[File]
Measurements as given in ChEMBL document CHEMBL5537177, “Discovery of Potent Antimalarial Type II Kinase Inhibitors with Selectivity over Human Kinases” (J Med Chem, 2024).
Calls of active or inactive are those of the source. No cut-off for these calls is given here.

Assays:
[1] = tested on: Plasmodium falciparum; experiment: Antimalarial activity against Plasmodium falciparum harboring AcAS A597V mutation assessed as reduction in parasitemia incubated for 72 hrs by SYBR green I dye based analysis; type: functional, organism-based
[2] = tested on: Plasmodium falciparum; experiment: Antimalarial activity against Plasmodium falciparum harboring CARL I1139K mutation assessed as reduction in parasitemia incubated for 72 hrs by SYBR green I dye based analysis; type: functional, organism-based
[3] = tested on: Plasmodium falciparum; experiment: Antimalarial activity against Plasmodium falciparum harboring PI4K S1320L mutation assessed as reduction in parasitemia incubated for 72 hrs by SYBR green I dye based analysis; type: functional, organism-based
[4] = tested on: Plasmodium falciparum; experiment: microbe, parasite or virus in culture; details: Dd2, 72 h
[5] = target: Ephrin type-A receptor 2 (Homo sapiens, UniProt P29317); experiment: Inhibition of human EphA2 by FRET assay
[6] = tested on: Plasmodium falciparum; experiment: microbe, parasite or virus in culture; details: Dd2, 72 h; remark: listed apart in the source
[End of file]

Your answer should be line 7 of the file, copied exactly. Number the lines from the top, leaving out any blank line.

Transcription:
[4] = tested on: Plasmodium falciparum; experiment: microbe, parasite or virus in culture; details: Dd2, 72 h